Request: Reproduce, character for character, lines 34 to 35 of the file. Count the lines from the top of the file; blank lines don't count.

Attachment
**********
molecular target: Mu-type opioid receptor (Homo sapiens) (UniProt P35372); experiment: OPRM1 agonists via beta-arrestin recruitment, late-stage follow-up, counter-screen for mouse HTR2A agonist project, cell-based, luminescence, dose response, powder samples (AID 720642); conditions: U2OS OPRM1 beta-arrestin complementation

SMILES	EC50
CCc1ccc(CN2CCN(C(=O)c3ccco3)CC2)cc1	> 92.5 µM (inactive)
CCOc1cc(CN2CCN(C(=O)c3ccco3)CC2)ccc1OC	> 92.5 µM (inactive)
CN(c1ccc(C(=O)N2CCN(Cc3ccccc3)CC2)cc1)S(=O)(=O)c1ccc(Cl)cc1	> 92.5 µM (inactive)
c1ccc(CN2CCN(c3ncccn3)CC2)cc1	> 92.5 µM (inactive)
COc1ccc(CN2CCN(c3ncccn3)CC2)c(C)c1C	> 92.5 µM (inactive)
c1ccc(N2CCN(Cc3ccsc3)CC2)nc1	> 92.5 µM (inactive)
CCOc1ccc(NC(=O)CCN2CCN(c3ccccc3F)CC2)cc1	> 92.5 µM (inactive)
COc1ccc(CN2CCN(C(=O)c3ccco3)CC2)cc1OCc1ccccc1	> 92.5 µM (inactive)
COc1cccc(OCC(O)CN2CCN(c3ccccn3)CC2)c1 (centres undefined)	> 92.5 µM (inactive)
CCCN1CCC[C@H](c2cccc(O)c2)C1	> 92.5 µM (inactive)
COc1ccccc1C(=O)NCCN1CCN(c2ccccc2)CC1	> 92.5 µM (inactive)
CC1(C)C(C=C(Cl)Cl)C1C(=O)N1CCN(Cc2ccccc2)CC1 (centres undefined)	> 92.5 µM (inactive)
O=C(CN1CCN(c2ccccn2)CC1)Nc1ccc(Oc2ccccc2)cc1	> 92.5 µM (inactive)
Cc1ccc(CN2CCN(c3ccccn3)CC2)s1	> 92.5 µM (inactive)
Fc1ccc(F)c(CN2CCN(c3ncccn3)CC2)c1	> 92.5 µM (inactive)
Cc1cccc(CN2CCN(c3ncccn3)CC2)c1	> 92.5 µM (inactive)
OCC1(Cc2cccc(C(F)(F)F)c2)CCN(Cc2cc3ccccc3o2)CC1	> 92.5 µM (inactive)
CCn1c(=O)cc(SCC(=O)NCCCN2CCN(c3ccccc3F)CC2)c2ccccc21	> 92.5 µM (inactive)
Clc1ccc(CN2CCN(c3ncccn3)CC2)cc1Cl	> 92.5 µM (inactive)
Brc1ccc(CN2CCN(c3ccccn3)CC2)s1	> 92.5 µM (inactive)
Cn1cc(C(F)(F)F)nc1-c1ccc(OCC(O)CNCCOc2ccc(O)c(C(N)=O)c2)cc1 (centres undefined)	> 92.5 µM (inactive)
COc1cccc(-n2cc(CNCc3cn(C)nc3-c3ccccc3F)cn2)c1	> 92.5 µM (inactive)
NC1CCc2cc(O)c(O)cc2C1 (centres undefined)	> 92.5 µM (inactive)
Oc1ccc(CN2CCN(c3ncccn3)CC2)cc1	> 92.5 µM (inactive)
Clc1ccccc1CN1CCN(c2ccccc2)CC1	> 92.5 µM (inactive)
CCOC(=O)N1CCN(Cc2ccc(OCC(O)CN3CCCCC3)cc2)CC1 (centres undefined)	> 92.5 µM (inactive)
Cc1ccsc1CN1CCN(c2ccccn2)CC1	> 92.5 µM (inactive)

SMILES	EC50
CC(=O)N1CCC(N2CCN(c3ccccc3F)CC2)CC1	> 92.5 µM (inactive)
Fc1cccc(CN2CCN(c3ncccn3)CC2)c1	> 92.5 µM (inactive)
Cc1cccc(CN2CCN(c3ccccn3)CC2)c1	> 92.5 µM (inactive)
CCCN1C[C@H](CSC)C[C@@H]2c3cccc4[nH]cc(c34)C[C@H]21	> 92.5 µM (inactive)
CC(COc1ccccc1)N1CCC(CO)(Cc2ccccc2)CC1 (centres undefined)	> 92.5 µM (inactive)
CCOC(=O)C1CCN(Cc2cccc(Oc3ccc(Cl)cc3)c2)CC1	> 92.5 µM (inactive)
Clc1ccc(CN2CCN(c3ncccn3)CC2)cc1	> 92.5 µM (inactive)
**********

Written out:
CCCN1C[C@H](CSC)C[C@@H]2c3cccc4[nH]cc(c34)C[C@H]21	> 92.5 µM (inactive)
CC(COc1ccccc1)N1CCC(CO)(Cc2ccccc2)CC1 (centres undefined)	> 92.5 µM (inactive)